Farmers sell corn, soy, rye ... carbon?
Situated amid the green, rolling landscape near Meadow Grove, Neb., Dan Gillespie’s 700-acre farm, with its 1930s farmhouse, looks idyllic. Gillespie, a fourth-generation farmer, tends to his corn, soy, rye and, since 2006, carbon.
“To harvest the carbon in the Great Plains, you do nothing different than Mother Nature did for eons to cover and protect the soil ... and store carbon in the ground,” says Gillespie.
Carbon is a new cash crop for traditional farmers, who are realizing that they can make money and be environmentally conscious at the same time. Gillespie doesn’t literally grow the carbon on his land. He just ensures that by not disturbing the soil during planting, carbon is not released into the atmosphere from decaying plant residue left over from the previous crop cycle.
It may not yet amount to much money, but if President Barack Obama implements a cap-and-trade system to control emissions, as he recently suggested on Earth Day, the future financial payoff could be larger.
Here’s how cap-and-trade works.
A farmer plants his fields without disturbing the soil and releasing carbon into atmosphere. Then he sells the carbon offset to his local farmers’ union. One carbon offset corresponds to 1 metric ton of carbon dioxide not released into the atmosphere.
Miles away in an automobile manufacturing plant, metal plates come together to form an automobile, in the process emitting carbon dioxide, the most abundant greenhouse gas after water vapor. The trade is between the farmer and the polluting plant, with the hope that the net greenhouse gas emission will be zero.
The farmer conserves, and the plant pollutes.
Various intermediaries help in the process. An aggregator (usually a local farmers’ union) collects the credits and gives them to the North Dakota Farmers Union. The union sells the offsets to the Chicago Climate Exchange, the United States’ only market for buying and selling greenhouse gases.
On the buyer’s side of the exchange, companies enroll voluntarily to buy credits in case they go over a certain emissions limit called a cap.
Companies that have chosen to compensate their emissions by buying offsets from the Chicago Climate Exchange include Rolls-Royce and Ford Motor Co.
With Obama and the Democrats increasingly in favor of cap-and-trade, emissions trading may soon become mandatory.
“By closing the carbon loophole through this kind of market-based cap, we can address in a systematic way all the facets of the energy crisis: lowering our dependence on foreign oil, reducing our use of fossil fuels and promoting new industries right here in America,” Obama said in a speech on Earth Day at a wind turbine plant in Iowa.
Emissions trading is voluntary on the seller’s side of the carbon trade as well, with about 10 percent of farmers from across the country signed up, according to Dale Enerson, director of the North Dakota Farmers Union Carbon Credit Program.
No-till is the most popular way to earn carbon credits from the soil. Gillespie, who also works for the Natural Resources Conservation Service, was one of the first farmers in his county to adopt this environmentally aware farming method 22 years ago.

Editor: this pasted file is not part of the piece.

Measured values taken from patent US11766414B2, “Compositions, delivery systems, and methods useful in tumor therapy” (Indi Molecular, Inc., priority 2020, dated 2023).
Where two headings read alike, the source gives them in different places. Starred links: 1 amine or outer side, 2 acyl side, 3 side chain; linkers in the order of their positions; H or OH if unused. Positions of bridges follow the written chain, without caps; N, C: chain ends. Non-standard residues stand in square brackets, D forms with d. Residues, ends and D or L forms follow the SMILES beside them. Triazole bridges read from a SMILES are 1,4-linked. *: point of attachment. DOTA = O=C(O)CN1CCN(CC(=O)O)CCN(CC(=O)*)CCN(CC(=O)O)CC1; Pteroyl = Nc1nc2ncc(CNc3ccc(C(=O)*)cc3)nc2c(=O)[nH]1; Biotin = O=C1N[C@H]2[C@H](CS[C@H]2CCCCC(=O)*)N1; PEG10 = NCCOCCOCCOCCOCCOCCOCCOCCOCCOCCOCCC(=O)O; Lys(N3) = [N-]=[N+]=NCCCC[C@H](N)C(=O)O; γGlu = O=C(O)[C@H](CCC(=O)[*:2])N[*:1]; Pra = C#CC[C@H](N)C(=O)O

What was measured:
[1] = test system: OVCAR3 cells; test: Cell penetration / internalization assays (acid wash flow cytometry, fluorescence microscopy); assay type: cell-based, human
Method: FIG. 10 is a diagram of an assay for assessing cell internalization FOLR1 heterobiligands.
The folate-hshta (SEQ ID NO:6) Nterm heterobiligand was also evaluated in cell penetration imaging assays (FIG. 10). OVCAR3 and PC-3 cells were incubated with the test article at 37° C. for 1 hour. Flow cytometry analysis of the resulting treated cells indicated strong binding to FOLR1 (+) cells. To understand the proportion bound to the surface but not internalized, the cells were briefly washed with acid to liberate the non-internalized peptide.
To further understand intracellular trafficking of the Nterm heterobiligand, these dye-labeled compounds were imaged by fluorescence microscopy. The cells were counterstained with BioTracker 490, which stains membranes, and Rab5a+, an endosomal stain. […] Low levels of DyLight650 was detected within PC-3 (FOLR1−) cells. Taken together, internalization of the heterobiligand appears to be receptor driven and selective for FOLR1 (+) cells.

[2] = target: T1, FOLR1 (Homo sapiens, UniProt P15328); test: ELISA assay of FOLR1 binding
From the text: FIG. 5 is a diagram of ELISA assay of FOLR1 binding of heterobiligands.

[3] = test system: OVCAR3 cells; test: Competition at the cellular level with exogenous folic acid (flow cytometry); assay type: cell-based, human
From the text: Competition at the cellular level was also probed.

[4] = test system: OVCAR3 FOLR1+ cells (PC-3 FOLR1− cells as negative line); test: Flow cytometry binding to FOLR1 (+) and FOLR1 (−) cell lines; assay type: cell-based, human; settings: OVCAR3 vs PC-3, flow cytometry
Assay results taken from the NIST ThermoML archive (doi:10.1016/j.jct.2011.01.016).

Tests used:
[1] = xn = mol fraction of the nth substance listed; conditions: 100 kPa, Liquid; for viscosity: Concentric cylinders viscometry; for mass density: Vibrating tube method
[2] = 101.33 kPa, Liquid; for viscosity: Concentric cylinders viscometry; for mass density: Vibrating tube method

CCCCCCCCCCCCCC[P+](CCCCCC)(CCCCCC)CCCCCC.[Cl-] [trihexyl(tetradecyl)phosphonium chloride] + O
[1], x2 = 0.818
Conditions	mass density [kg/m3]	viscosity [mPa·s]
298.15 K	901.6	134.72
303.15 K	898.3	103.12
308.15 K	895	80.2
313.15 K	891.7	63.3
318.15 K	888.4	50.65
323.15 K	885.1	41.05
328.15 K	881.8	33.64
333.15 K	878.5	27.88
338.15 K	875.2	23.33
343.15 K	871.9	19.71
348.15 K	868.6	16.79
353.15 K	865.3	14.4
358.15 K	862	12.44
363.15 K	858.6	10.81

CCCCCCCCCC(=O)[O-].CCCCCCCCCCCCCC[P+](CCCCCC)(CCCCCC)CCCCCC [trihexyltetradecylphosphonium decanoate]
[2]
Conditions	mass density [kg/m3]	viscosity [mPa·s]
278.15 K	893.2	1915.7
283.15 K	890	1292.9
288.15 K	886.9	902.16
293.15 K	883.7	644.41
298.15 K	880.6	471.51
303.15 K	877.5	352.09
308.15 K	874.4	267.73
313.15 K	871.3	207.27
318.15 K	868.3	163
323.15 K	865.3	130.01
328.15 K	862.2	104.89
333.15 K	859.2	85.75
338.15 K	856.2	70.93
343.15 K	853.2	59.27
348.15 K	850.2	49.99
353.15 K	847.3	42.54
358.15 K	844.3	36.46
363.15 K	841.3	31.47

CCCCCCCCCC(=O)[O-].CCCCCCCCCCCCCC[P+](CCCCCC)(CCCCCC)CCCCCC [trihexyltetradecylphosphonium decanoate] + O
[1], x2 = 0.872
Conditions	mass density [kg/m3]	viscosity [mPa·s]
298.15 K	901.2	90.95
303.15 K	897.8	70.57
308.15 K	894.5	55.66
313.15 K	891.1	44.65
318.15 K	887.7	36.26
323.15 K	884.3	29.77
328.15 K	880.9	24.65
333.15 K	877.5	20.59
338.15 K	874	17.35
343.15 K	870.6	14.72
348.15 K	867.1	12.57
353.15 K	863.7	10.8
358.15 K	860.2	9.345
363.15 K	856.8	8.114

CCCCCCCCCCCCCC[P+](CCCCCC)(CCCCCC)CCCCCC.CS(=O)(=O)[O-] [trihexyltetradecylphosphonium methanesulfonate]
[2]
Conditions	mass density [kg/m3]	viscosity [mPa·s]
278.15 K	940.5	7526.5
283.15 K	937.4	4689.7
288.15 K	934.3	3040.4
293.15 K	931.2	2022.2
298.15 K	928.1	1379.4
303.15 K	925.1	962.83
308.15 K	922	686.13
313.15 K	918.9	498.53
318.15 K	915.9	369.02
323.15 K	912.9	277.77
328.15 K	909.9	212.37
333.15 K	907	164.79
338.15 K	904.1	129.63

“My father was a farmer. My grandfather built the 1,000-bushel wooden grain storage with his hands,” said Gillespie of his farming heritage.
Gillespie does not plow his fields before planting. By leaving the decaying matter undisturbed below the ground, he ensures that carbon from decomposition is not released into the atmosphere. The technique also prevents soil erosion and allows farmers to trade in carbon for less work.
“I did it out of environmental awareness, but I was also still single at 34 and didn’t have time for tilling,” he says. Now Gillespie is now happily married and has five daughters.
An hour south of Gillespie’s farm is Newman Grove, Neb., a town of 800. Nearby, James Geyer farms 2,200 acres under the no-till method.
Geyer, a Republican, supports Obama’s cap-and-trade bill, as do environmental groups that have started advertising campaigns to gather support.
“It is an opportunity to earn a little extra money in a practice that I already had,” says Geyer. He switched to no-till because of labor costs and soil conservation.
Carbon does not pay much. Last year, Geyer received $3 to $4 per acre of land per year. This year, he expects the payoff to be much less because of the economy. This is in contrast to European markets that trade billions of dollars in certified emissions credits, a program that does not include agriculture.
There are 300 million acres of cropland in the United States and about 10 million to 15 million acres are enrolled for carbon credits. Last year, 2.5 million metric tons of carbon dioxide were traded by the North Dakota Farmers Exchange on the Chicago Climate Exchange, which converts to roughly 300,000 cars taken off the road, according to the North Dakota Farmers Union.
“Harvesting carbon ... does not reduce or dismiss the fact that we still need to find new and develop existing alternative energies and reduce use of fossil fuels,” says Gillespie.